Every pregnant woman deserves the dignity guaranteed by the Constitution during motherhood, Delhi High Court has said while granting three months’ interim bail to an expectant mother accused of kidnapping and attempt to murder.
Justice Anoop Kumar Mendiratta said giving birth to a child in custody would not only be traumatic for the mother but also impact the child adversely.
“Pregnancy of a woman is a special circumstance, which needs to be appreciated, as giving birth to a child in custody would not only be a trauma to the mother but also create an everlasting adverse impact on the child, whenever questioned about his birth. Every pregnant female deserves the dignity enshrined under Article 21 of the Constitution of India during motherhood,” the court said in its order dated August 18.
“The court is expected to take note of the interest of a child, who is not expected to be exposed to the prisons, until and unless there is a grave danger in releasing the petitioner on bail,” it said.
The court noted that the criminal law provided that the conditions for not releasing a person charged with certain offences on bail shall not apply when the person is under 16, or is a woman, or is sick or infirm. Further, jail rules state that, as far as possible, arrangements for temporary release will be made to enable an inmate to deliver in a hospital outside the prison.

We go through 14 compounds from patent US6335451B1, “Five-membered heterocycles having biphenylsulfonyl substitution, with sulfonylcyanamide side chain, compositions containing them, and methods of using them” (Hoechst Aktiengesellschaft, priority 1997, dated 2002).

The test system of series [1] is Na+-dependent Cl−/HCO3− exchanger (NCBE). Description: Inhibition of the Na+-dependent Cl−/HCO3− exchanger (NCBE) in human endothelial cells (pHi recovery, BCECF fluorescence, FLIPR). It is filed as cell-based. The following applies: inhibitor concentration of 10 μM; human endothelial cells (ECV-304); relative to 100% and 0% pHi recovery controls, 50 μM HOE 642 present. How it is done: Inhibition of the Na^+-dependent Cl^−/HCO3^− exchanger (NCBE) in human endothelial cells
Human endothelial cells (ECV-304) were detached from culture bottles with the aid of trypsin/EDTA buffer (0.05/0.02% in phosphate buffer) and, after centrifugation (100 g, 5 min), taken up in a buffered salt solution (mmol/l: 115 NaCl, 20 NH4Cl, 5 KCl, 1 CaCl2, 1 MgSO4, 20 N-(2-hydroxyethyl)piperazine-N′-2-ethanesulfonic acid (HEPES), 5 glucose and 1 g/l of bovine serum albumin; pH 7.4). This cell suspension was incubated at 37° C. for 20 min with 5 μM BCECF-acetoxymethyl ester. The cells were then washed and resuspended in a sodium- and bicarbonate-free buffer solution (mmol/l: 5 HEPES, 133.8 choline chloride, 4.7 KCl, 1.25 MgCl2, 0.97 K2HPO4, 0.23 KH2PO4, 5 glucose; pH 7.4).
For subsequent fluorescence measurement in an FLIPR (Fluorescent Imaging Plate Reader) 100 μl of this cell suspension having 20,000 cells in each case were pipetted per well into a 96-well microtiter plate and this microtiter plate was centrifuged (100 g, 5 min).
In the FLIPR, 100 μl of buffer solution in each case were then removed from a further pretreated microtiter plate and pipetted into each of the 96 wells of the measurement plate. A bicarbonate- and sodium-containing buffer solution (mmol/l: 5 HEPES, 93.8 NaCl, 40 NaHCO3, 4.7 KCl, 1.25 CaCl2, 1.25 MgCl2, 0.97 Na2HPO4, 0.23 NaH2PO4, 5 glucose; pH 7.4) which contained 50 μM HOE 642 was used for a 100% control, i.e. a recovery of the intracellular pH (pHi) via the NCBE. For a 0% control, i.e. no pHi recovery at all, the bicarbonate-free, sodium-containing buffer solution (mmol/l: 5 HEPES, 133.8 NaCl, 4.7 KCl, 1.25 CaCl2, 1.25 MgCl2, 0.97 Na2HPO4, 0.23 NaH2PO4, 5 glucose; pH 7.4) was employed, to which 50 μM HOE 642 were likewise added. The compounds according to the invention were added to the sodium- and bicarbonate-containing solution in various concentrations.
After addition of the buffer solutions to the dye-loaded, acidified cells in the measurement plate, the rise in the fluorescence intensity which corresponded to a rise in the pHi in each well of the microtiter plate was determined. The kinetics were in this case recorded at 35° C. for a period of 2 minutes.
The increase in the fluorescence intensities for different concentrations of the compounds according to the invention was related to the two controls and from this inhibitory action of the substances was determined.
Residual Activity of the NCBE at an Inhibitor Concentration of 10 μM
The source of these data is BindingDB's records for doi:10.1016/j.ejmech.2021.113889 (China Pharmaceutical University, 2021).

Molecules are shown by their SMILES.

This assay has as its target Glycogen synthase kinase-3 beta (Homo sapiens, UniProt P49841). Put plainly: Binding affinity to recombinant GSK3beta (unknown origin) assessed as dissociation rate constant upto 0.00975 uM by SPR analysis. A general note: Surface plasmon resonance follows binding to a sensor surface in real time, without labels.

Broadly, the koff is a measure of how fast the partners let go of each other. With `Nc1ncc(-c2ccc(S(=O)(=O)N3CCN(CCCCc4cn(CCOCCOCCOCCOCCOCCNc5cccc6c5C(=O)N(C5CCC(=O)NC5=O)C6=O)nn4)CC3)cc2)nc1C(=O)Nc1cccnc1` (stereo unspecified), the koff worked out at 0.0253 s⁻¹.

The court also recorded that in accordance with the medical report, delivery facilities were not available in the jail concerned and the petitioner was being referred to Deen Dayal Upadhyay Hospital for delivery.
“Since the petitioner is a pregnant woman and is expecting delivery, she deserves to be enlarged on interim bail for a period of three months from the date of release on furnishing a personal bond in the sum of Rs 20,000 with one surety in the like amount to the satisfaction of the learned trial court,” the court ordered.
The prosecution opposed the petitioner’s plea for interim bail for six months on the ground that the pregnancy of a female undertrial prisoner itself was not a ground on the basis of which an accused involved in a heinous offence could be enlarged on bail and there was a high security risk to the lives and safety of the victims.